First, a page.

Data analysis was performed using Proteome Discoverer 1.4 (Thermo Scientific). The data were searched against the Saccharomyces Genome Database (downloaded 02/03/2011; http://www.yeastgenome.org) that was appended with protein sequences of common contaminants and the sequence for the Deg1-Sec62-N153D protein. Searches were conducted as no-enzyme search. The precursor ion tolerance was set to 10 ppm, and the fragment ion tolerance was set to 0.6 Da. Variable modifications included oxidation on methionine (+15.995 Da), carbamidomethyl (+57.021 Da) on cysteine, and acetylation on lysine and any N-terminus (+42.011 Da). All search results were run through the Percolator algorithm for false discovery rate evaluation of the identified peptides.
Cycloheximide chase, cell lysis, and endoglycosidase H treatment
Cycloheximide chase analysis was performed as described (Buchanan et al., 2016). Briefly, mid-logarithmic growth-phase yeast cells were concentrated to 2.5 OD600 units/mL in fresh plasmid-selective media, and cycloheximide was added to a final concentration of 250 µg/mL. 950 µL aliquots (∼2.4 OD600 units) of cells were harvested at the indicated time points following cycloheximide administration and added to 50 µL of ice-cold 20X stop mix (200 mM sodium azide, 5 mg/mL bovine serum albumin) and placed on ice until the end of the chase. Proteins were liberated by the post-alkaline protein extraction method (Kushnirov, 2000; Watts et al., 2015). To assay protein N-linked glycosylation, protein extracts derived from 0.375 OD600 units of cells were supplemented with potassium acetate, pH 5.6 (80 mM final concentration), and incubated at 37 °C for 2 h in the absence or presence of endoglycosidase H (Endo H; Roche Diagnostics, Indianapolis, IN, USA).
Proteins were separated by SDS-PAGE and transferred to Immobilon polyvinylidene fluoride membranes (Millipore, Billerica, NJ, USA). Membranes were blocked with 5% skim milk in Tris-buffered saline (TBS; 50 mM Tris, pH 7.6, 136 mM NaCl) for 60 min at room temperature or overnight at 4 °C. All antibody incubations were performed for 60 min at room temperature in 1% skim milk in TBS with 0.1% Tween 20 (TBS/T). To detect CPY*-HA, membranes were incubated in the presence of monoclonal mouse anti-HA antibodies (Clone 16B12; Covance, Princeton, NJ, USA) at 1:1,000. To detect Pgk1, membranes were incubated in the presence of monoclonal mouse anti-yeast Pgk1 antibodies (Clone 22C5D8; Life Technologies, Carlsbad, CA, USA) at 1:20,000. Anti-HA and Anti-Pgk1 primary antibody incubations were followed by incubation in the presence of Alexa-Fluor 680-conjugated Rabbit anti-Mouse IgG (H + L) secondary antibodies (Life Technologies, Carlsbad, CA, USA) at 1:40,000. The Deg1-Sec62 protein and its derivatives possess two tandem C-terminal Staphylococcus aureus Protein A tags (Hjelm, Sjodahl & Sjoquist, 1975) and were detected directly with Alexa-Fluor 680-conjugated Rabbit anti-Mouse IgG (H + L) secondary antibodies at 1:40,000. Membranes were imaged using an Odyssey CLx Imaging System (LI-COR, Lincoln, NE, USA).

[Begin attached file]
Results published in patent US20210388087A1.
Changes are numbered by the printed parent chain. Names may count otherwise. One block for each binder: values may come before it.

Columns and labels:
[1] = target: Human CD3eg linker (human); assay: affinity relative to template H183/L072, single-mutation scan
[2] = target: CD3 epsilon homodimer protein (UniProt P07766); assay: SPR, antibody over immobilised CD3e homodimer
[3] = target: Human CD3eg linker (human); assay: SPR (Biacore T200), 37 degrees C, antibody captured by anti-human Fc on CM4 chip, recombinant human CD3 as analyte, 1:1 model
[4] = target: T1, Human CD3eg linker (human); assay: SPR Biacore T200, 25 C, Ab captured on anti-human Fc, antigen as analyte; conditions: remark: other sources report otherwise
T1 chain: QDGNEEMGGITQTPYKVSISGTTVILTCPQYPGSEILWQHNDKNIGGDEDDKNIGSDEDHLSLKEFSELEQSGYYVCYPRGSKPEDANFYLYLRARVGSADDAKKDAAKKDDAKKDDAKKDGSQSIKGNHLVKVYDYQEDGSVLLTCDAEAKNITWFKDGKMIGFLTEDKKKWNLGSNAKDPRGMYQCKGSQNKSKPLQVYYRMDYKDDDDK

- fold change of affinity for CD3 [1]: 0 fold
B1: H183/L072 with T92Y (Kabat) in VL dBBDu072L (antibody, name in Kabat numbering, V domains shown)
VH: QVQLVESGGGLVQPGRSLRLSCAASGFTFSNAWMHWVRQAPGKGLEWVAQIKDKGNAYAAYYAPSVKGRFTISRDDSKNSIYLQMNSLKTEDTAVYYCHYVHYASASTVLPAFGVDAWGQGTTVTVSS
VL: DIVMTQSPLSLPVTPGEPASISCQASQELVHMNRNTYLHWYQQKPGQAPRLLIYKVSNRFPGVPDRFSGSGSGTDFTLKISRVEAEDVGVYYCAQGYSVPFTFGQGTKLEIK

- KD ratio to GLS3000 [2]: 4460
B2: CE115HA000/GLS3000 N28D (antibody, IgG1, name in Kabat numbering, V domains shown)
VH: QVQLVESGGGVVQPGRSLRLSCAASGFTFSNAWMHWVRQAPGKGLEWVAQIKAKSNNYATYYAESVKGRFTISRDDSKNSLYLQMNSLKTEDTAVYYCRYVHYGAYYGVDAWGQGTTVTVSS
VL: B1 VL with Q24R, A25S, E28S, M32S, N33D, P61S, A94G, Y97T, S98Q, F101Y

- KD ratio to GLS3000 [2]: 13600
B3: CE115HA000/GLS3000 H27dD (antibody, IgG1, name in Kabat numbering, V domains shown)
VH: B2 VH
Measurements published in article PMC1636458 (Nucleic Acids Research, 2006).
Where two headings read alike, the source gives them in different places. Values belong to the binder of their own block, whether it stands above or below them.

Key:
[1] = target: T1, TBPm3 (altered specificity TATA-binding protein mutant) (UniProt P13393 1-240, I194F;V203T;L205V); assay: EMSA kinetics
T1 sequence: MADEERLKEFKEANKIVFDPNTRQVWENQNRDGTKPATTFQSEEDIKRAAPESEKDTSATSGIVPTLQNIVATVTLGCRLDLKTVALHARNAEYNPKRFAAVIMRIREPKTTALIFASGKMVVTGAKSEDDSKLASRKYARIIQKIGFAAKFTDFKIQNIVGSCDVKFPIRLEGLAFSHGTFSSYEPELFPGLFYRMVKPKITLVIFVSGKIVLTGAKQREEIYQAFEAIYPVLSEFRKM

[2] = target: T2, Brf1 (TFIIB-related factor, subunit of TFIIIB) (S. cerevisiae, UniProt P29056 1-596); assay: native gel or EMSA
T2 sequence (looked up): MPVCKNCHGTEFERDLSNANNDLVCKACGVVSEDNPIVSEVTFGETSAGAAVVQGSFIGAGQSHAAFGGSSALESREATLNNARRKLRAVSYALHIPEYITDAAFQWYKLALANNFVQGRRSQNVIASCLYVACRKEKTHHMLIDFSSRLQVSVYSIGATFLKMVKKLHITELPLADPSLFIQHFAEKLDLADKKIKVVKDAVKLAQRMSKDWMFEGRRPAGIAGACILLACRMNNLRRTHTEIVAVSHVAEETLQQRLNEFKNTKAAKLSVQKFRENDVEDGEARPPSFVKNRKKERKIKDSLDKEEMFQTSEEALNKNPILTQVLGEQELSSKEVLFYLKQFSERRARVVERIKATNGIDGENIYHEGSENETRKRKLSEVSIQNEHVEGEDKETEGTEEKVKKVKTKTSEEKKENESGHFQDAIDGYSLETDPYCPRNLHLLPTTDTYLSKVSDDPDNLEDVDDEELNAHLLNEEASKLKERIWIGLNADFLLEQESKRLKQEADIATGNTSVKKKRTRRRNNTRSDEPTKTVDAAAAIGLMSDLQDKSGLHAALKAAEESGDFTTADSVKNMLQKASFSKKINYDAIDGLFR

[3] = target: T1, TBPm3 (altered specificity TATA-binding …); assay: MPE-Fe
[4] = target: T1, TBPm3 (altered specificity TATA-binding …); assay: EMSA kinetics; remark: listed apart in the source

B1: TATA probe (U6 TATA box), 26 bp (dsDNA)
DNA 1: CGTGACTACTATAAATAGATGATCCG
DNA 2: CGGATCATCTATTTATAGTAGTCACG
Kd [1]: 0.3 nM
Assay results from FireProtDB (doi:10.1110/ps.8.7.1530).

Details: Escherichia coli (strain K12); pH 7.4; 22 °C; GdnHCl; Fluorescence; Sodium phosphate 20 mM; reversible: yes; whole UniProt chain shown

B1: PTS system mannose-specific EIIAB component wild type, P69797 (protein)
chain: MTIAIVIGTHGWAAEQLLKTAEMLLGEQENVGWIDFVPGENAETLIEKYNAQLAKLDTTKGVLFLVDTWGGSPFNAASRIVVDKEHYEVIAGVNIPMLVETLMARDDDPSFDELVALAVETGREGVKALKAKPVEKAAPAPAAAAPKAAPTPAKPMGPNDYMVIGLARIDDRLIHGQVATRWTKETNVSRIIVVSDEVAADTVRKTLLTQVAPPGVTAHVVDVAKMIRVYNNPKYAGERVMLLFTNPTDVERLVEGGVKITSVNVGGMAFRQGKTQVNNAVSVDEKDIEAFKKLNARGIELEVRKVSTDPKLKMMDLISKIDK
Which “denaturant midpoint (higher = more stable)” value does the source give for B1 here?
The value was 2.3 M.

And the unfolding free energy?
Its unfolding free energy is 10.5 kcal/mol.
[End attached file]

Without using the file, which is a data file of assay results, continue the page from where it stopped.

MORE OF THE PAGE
A model unstable translocon-associated protein is acetylated
We performed MS to gain further insight into the nature of Deg1-Sec62 PTM. We and others have previously mapped the major N-linked glycosylation site to Asn153 (Rubenstein et al., 2012; Scott & Schekman, 2008). In our previous work, mutation of Asn153 to a non-glycosylatable aspartic acid residue did not detectably alter translocon engagement, additional PTM, or Hrd1-dependent degradation (Rubenstein et al., 2012). Therefore, to simplify PTM analysis, we immunoprecipitated a variant of Deg1-Sec62 (Deg1-Sec62-N153D) that harbors an asparagine-to-aspartic acid mutation at this position from lysates of cells lacking the Hrd1 ubiquitin ligase. Purified Deg1-Sec62-N153D was separated by SDS-PAGE, and bands corresponding to Deg1-Sec62-N153D were excised (Fig. 1B) and proteolytically digested. Proteolytic processing of Deg1-Sec62-N153D with trypsin was complemented by further digesting one half of the trypsin-digested material with chymotrypsin to reduce large tryptic peptides into smaller sizes conducive to MS analysis. The trypsin and trypsin-chymotrypsin digestions were subjected to MS-based acetylpeptide mapping, resulting in a combined map that covered 73% of the protein sequence (Fig. 1C). Acetylation was identified with high confidence (with a false discovery rate of acetylated peptides of less than 1%) on the N-terminus of the protein, Lys3, and Lys7. Manual visualization of the results verified the high-confidence assignment of acetylation on the N-terminus and Lys3, while manual visualization indicated acetylation of Lys7 should be considered a lower-confidence result, in contradiction to the database search algorithm result. It is possible that additional lysine residues are acetylated but were not detected due to incomplete coverage of the Deg1-Sec62-N153D protein. Representative tandem mass spectra identifying sites of acetylation are shown in Figs. 1D–1I.
Acetylation of N-terminus and two internal residues does not influence Hrd1-dependent degradation of a model unstable translocon-associated protein